Religious spirits are nefariously nasty. The spirit of religion works to murder reputations, pervert the revelation of who we are in Christ, put us in bondage to legalism and much more. But I’ve discovered in recent years that all religious spirits aren’t created equal.
Actually, a more accurate way to state it may be that all religious spirits don’t manifest in the same way. Or, put yet another way, religious mindsets express themselves through manifold methods. I’ve often said you can’t put a prophet in a box. Well, it turns out you can’t put a religious mindset in a box either.
What do I mean?
Well, practically speaking, “religion” doesn’t like a woman to preach. A man may support his wife completely in ministry, defying the spirit of religion that would keep her in bondage, yet offer prophetic words of judgment and cursing that stem from a Sons of Thunder mindset.
By the same token, a woman may not think of speaking an ill word against anyone—even if she doesn’t agree with them—but nevertheless hold them to a set of rules and regulations to which she cannot even live up. That’s called legalism.
The point, again, is that the religious spirits—or religious mindsets—manifest in different ways. We need to discern the operations of this wicked spirit in whatever form it reveals itself and resist it. Make no mistake, the religious spirit wants to keep you from entering into the fullness of the kingdom of God, which is righteousness, peace and joy in the Holy Ghost (Rom. 14:17).
One of the earmarks of the religious spirit is hypocrisy. One may walk in obedience to the Lord—walking in love with their brothers and sisters in Christ—up until a certain point. Unless you cross that line, you’ll never see their religious spirit in all its wickedness.
The woman caught in the act of adultery is a good example. You remember the story. The scribes and Pharisees brought Jesus a woman caught in sin—in the very act of adultery. They wanted to see her stoned and asked Jesus what He had to say about it (John 8:1-5). Of course, they didn’t drag the man alongside her to be punished. Hypocrisy.
Of course, that’s not the only way religion manifests hypocrisy, either. The apostle Peter wasn’t likely to stone anyone for adultery. He understood the work of the cross—up to and only up to a point. Peter and Barnabas were enjoying eating with the Gentile converts in Antioch until the Jewish brethren came to visit from Jerusalem. Then he distanced himself. Paul rebuked him for his hypocrisy (Gal. 2:11-21).
Religion’s Manifold Manifestations
I focused on hypocrisy because it’s the heartbeat of the religious spirit (or mindset). Although not reserved for believers—nonbelievers can have a legalistic mindset as well—Christians with a religious spirit are essentially working against the gospel in which they say they believe. Jesus said, “But woe to you, scribes and Pharisees, hypocrites! For you shut up the kingdom of heaven against men; for you neither go in yourselves, nor do you allow those who are entering to go in” (Matt. 23:13).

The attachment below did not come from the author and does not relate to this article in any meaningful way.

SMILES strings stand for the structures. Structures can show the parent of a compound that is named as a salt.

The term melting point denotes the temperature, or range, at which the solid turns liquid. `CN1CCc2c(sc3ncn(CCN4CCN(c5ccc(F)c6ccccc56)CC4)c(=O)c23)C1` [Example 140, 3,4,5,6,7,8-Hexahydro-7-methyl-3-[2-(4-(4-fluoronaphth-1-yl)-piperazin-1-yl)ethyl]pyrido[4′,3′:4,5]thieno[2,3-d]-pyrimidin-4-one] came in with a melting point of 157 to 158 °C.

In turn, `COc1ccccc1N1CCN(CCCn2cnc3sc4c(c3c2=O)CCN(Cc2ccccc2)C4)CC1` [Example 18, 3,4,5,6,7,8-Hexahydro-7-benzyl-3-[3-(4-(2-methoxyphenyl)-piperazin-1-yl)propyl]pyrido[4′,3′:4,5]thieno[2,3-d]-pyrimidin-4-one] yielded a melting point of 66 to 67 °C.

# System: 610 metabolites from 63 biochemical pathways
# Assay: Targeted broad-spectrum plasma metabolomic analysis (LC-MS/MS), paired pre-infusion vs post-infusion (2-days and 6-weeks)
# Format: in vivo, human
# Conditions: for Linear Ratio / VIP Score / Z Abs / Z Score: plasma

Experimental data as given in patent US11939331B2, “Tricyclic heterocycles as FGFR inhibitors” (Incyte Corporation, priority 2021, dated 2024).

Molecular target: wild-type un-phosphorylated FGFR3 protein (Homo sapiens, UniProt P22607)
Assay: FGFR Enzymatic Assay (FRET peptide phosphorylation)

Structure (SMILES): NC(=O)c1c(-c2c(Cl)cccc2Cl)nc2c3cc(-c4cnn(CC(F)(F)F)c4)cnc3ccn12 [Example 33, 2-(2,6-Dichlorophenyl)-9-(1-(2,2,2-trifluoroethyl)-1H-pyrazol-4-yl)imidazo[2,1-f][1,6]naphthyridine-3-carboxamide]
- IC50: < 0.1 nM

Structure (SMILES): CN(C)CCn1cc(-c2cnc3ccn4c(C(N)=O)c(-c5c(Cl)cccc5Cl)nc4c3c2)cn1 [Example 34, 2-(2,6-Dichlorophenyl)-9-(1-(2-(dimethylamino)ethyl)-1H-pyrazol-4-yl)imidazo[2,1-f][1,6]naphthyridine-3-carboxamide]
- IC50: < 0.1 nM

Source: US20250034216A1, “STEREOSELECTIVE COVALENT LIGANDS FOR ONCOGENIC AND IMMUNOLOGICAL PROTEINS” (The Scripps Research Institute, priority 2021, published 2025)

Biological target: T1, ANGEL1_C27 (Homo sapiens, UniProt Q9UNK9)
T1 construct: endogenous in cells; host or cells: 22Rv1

Now, many of the Pharisees quite literally would not enter in to the kingdom of God. Still today we see that some Christians who have a form of godliness but deny its power (2 Tim. 3:5). Religious spirits deny the power and grace of God to change people and in doing so wax judgmental, self-righteous, prideful, critical, legalistic and argumentative with fellow believers (and lost souls).
That’s hypocrisy because anyone who receives Christ should obey Him from the heart, and we are given one new commandment: to love one another (John 13:34). The religious spirit manifests with anything but love. Religious mindsets are often divisive, perfectionistic, guilt-heaping, condemning, intolerant and more.
Don’t Go on a Witch Hunt
With all that said, it’s important not to go on a witch hunt against people who are influenced by religious spirits—or any other spirit—or you may start flowing in the same mindset you are trying to combat!
I’ve discovered that most of us have religious mindsets about something or another. So we need to check our own hearts and motives above all—and when we see a person operating in a religious spirit, we need to be wise as serpents and harmless as doves (Matt. 10:16). Sometimes we’re called to confront it like Paul did with Peter, but most of the time we’re called to our knees to ask God to break through their religious mindset with His light.
Let me repeat that: Most of us have some form of religious thinking. We don’t need to be hypocrites by rebuking the religious around us. Amen.
Jennifer LeClaire is news editor at Charisma. She is also the author of several books, including The Spiritual Warrior’s Guide to Defeating Jezebel. You can email Jennifer at firstname.lastname@example.org or visit her website here. You can also join Jennifer on Facebook or follow her on Twitter.